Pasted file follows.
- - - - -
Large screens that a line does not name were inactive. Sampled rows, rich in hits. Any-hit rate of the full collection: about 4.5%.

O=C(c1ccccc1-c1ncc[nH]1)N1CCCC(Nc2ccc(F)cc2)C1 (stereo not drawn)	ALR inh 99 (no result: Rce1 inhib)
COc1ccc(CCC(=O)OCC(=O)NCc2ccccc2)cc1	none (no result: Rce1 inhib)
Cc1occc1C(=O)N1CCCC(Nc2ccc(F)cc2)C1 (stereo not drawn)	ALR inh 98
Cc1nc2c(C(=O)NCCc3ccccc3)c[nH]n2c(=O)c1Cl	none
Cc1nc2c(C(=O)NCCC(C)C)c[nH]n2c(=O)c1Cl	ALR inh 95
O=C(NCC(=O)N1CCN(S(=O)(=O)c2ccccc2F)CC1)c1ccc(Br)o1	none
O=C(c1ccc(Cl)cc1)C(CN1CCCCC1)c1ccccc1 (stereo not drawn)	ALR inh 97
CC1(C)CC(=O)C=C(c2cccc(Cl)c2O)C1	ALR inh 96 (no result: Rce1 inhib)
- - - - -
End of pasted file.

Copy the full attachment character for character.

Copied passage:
Large screens that a line does not name were inactive. Sampled rows, rich in hits. Any-hit rate of the full collection: about 4.5%.

O=C(c1ccccc1-c1ncc[nH]1)N1CCCC(Nc2ccc(F)cc2)C1 (stereo not drawn)	ALR inh 99 (no result: Rce1 inhib)
COc1ccc(CCC(=O)OCC(=O)NCc2ccccc2)cc1	none (no result: Rce1 inhib)
Cc1occc1C(=O)N1CCCC(Nc2ccc(F)cc2)C1 (stereo not drawn)	ALR inh 98
Cc1nc2c(C(=O)NCCc3ccccc3)c[nH]n2c(=O)c1Cl	none
Cc1nc2c(C(=O)NCCC(C)C)c[nH]n2c(=O)c1Cl	ALR inh 95
O=C(NCC(=O)N1CCN(S(=O)(=O)c2ccccc2F)CC1)c1ccc(Br)o1	none
O=C(c1ccc(Cl)cc1)C(CN1CCCCC1)c1ccccc1 (stereo not drawn)	ALR inh 97
CC1(C)CC(=O)C=C(c2cccc(Cl)c2O)C1	ALR inh 96 (no result: Rce1 inhib)